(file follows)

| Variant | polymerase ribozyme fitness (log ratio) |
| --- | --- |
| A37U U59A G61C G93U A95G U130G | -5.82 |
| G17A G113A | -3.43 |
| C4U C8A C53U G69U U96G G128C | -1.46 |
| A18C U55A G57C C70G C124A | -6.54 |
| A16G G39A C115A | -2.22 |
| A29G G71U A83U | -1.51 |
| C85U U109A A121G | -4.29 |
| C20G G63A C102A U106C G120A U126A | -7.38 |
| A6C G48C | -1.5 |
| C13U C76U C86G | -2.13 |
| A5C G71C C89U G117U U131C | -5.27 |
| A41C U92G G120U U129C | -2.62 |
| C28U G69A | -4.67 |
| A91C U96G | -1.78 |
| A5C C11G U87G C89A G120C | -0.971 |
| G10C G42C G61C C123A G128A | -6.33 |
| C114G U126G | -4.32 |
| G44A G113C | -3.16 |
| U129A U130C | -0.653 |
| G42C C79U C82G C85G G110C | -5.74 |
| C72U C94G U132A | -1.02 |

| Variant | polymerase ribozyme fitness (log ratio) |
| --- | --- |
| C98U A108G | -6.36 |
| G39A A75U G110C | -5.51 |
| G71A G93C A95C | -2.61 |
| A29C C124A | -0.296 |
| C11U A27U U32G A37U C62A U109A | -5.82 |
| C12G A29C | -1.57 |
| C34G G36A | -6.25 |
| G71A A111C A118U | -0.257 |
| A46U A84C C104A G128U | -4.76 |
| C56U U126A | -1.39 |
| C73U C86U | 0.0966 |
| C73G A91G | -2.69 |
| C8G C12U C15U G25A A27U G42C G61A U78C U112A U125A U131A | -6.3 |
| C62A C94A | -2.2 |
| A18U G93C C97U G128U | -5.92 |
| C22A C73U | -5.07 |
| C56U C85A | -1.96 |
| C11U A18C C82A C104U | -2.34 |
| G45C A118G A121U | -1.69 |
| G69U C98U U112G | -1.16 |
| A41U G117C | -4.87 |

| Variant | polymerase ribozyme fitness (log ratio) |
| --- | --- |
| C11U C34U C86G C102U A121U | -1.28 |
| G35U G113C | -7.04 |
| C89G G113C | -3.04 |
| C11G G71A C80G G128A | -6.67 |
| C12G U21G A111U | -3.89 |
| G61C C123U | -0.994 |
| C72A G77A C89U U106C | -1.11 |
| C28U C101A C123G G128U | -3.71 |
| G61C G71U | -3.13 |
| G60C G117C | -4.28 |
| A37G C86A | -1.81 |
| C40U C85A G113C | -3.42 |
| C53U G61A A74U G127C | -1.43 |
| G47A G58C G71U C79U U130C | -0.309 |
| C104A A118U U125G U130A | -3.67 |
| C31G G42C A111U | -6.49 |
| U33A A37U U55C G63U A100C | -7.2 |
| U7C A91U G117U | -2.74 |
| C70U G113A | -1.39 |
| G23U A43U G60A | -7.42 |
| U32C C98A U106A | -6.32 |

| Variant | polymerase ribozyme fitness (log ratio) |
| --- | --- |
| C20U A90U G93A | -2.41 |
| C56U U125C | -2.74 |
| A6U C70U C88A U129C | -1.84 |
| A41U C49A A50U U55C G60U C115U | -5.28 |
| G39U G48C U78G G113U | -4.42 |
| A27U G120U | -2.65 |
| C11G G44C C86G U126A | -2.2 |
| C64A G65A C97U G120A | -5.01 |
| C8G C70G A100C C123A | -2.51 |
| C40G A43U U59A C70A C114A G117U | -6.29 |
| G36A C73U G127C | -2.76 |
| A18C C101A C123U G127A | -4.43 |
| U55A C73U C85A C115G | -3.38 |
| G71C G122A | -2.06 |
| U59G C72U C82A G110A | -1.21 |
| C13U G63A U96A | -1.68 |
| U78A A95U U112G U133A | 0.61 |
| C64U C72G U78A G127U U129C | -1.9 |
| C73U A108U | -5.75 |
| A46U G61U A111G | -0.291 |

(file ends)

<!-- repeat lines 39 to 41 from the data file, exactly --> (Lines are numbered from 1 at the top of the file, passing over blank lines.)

| C62A C94A | -2.2 |
| A18U G93C C97U G128U | -5.92 |
| C22A C73U | -5.07 |